“Putting Government In Its Place” spells out a radical new model for what American government should do.
This guide summarizes the contents--and the flow--of the following sections.
The first section, Rethinking Government, explains the need to think anew American government--to set aside the debate about the size of government, and concentrate on the more important question of what exactly we want government to do. It shows how government simultaneously looms large, yet hides in plain sight, thus enveloping our thinking in a kind of fog that often obscures the essential questions we must answer.
The section then outlines both the major successes and worst failures of American government. It suggests that the best way out of our foggy thinking is to understand government as a solid stage--a strong foundation--upon which private actors (individuals, families, organizations, and communities) play out their decisions.
The section concludes by arguing that, since the New Deal of the 1930s and its 80-year aftermath created the current structure of our government, we must revisit this New Deal writ large. We need to understand the New Deal's underpinnings, honor its achievements, and recognize its flaws, in order to create a new and better design that puts American government in its proper place. Turn to ->
A New Design
The second section, A New Design, delves into how we should think about re-designing American government. It spells out ten design principles (cutting across all policies and programs) that should guide the restructuring of government at every level. It concludes by showing how those design principles--as carried out by the detailed policy proposals that follow on creating economic security, providing equal opportunity, and making the market effective--all combine to enhance Americans' most cherished value: freedom. Turn to ->
The third section, Economic Security, describes in detail the policy changes needed to greatly strengthen the nation's system of economic security and equal opportunity. It also presents a new mechanism for delivering the major programs that provide economic security and equal opportunity. The proposed changes will help to greatly reduce racial disparities and injustice, as well as help to help reverse the nation's rising level of income and wealth inequality. Enacting the proposed economic security system will in turn justify the elimination of "poverty-requiring" welfare programs. Turn to ->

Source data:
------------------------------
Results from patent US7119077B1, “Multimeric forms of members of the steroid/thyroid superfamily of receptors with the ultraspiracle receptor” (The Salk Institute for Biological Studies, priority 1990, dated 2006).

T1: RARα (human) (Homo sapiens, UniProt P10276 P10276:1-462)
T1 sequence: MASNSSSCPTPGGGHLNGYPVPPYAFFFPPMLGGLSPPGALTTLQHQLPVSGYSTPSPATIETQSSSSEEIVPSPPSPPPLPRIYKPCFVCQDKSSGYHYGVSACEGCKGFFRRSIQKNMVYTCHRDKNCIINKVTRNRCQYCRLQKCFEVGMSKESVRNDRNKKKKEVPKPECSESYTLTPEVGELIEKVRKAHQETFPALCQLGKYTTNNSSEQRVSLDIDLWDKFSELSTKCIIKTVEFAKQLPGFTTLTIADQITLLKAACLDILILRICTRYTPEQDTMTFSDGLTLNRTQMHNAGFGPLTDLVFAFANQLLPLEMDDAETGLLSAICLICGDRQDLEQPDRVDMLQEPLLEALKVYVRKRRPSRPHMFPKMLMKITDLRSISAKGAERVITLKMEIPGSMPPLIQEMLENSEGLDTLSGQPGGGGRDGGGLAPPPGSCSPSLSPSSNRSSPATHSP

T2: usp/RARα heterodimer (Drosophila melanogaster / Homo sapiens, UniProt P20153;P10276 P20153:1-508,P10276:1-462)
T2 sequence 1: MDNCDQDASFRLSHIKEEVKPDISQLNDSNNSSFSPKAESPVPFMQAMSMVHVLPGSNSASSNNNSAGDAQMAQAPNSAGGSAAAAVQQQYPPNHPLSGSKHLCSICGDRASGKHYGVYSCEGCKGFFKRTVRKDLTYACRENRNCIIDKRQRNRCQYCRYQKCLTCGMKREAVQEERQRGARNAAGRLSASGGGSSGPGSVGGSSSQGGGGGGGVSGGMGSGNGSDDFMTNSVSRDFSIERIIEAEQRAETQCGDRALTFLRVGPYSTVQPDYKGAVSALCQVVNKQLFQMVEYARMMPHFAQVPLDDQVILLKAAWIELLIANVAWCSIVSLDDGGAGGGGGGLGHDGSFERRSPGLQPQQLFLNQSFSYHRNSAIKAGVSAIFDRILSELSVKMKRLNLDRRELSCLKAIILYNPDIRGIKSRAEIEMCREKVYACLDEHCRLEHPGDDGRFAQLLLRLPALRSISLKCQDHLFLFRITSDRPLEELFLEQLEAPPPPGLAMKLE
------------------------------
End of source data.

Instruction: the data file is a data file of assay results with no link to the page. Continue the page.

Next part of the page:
An Effective Market
The fourth section, An Effective Market, presents the new policy direction that is required to greatly improve the efficiency and productivity of America's market. It presents the rationale for ending "externalization" of costs, and for ending subsidies for specific types of investment and consumption, as essential to strengthening the American market and the nation's economic competitiveness. Turn to ->
The fifth and final section, Getting There, makes the case that, however impossible the proposed re-design of American government may seem, the history of our country consists of a series of popular movements that achieved the impossible. We were never going to create a new nation, abolish slavery, give equal rights to women, pass a Social Security Act, let farm workers bargain, or elect a black man as our President...until we did.
The section then explains in detail that the proposed new design rests on budgetary calculations that are reasonable, and will not result in major changes in government spending or revenue. Taxes will go down, fees will rise, and the deficit shrink somewhat. Responsibilities will shift among the three major levels of government--local, state, and federal. But the overall fiscal picture alters little.
The section concludes by identifying practical ways to phase in the new design of American government. A step-by-step approach that takes advantages of "windows" of opportunity makes perfect sense.
The main challenge is not to give up, to be patient and creative, and above all to stay focused.
In building the new design, the most important strategy is to keep an eye on the ball and make it home. Turn to ->